Private lib: undefined reference

Hey there everyone!
Im trying heavily to implement a private library in the lib folder int o my platformio project but its not compiling and i tried everything i found on that topic in the forums, so im a bit frustrated.

My folder structure:

  • lib
    • myLib
      • myLib.h
      • myLib.c
  • src
    • main.cpp

contents of myLib.h:

void hello(void);

contents of myLib.c

#include "myLib.h"
void hello(){

contents of main.cpp:

#include <Arduino.h>
#include <myLib.h>
void setup(){
void loop(){}

compiler output:

Compiling .pio\build\adafruit_feather_m0\FrameworkArduino\wiring_private.c.o
Compiling .pio\build\adafruit_feather_m0\FrameworkArduino\wiring_shift.c.o
Archiving .pio\build\adafruit_feather_m0\libFrameworkArduino.a
Indexing .pio\build\adafruit_feather_m0\libFrameworkArduino.a
Linking .pio\build\adafruit_feather_m0\firmware.elf
.pio\build\adafruit_feather_m0\src\main.cpp.o: In function `setup':
main.cpp:(.text.setup+0x6a): undefined reference to `hello()'
collect2.exe: error: ld returned 1 exit status
*** [.pio\build\adafruit_feather_m0\firmware.elf] Error 1


platform = atmelsam
board = adafruit_feather_m0
framework = arduino
lib_deps = myLib

Please help me i dont know why its not working, already tried extra build_flags with -l etc

I’m pretty sure – about 86% – that because the hello() function does nothing, the compiler has optimised it away and the linker can’t see it. I might be wrong though – I’m away from my “toys” at present.

If you put some code in it that does something, light an LED for example, does it compile and link?


Whaa-Whaa-Whaaaaaaaaa… :stuck_out_tongue: Compilers and linkers can be a bit dumb, thou, can’t they… too smart for their own good at times (or is it for our sanity?)…

It’s the file extension… the compiler probably thinks you’re trying to include C code in C++, and it doesn’t match.

If you’re not writing C code, change the file extension of your main library code file from myLib.c to myLib.cpp… otherwise, you need to wrap the include in main.cpp in extern C, like so:

extern "C" {
#include <myLib.h>

Not as dumb as me though! At least I had my doubts.

Thanks for spotting that which I didn’t. :slightly_smiling_face:


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Wow thank you very much for your fast replies! The extern C wrapper did the trick! Thanks @pfeerick! And it looks like the compiler didn’t optimized the empty function away for some reason @NormanDunbar :smiley:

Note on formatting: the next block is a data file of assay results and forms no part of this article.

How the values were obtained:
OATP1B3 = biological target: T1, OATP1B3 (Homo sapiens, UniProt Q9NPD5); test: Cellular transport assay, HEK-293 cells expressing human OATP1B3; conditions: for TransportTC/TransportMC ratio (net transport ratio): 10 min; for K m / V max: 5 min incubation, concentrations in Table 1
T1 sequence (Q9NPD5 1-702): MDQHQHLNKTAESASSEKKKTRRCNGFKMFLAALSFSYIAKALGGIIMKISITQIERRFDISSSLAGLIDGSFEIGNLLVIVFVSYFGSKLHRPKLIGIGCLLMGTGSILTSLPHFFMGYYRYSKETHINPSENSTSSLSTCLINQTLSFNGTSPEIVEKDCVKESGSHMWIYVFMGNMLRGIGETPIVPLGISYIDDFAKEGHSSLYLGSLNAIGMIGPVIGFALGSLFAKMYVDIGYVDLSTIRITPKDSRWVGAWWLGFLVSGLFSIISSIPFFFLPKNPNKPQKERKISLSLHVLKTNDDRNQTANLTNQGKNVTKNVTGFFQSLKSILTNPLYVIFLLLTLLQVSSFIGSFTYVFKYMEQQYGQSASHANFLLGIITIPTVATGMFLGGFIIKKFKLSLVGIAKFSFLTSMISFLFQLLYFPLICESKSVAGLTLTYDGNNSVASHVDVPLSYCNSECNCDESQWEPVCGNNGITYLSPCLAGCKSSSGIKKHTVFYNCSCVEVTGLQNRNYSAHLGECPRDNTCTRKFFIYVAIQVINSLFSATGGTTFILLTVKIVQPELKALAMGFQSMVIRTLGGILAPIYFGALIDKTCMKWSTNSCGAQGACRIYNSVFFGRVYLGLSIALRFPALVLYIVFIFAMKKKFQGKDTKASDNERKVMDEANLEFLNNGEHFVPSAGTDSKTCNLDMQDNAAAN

But another question:
When I’m Referring to other C headers from my mainLib.h do I need to add the extern C header in every header?

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The very good reason for that? I’m a pillock! :cry:

Short story: not if those libraries are in files with a .cpp extension.

Long version:

As @pfeerick pointed out, the file extension being .c is causing the C compiler to be used. Had it been .cpp then the C++ compiler would have been used. Your main.cpp is compiled by the latter and your library with the former.

C++ “decorates” function named to show which type of parameters they take as this allows for many functions with the same name, but different parameters, to be defined. C doesn’t – function names must be unique.

Your setup() function was looking for some C++ function internally called something like helloNULL() but only the C hello() was there. The extern "C" stuff tells the compiler not to decorate calls to those functions, or, to decorate them to be called from C++ – one or the other, I forget. (I’m old and decrepit!)



I wouldn’t go so far as that… the glasses were probably just in need of a clean! :laughing:

Nice… I didn’t know the why, just the what was happening… see… being

has its uses… as you just explained the why :wink:

Talking of learning new tricks… :wink: I only recently found out about… string literals in C++… didn’t exist when I studied it… I studied formally learnt C++ in 2005/2006 at uni… they didn’t arrive until c++11, and by that point I wasn’t doing programming… handy tool… those string literals… you can basically tell the compiler to leave your alone with complex strings and just throw down a blob of text. i.e.


Only lines 20-22 will count, and will be stored exactly as laid out… no need to escape the double quotes, or backslashes, etc.

In Oracle, those string literals are called “Q Strings”. They are pretty much the same except if your opening delimiter is one of <[{( then the closing one must be one of >]}), otherwise, it’s the same as the opening one. Very handy for embedding “stuff” in a string.

mySQLQuery := q'<SELECT stuff FROM table_x WHERE surname = 'O'Brien'....>';

(I think I got that right! :wink:)

No need for escapes etc, great! They do make strings look odd though, when you are used to escaping and doubling up on quotes etc.


1 Like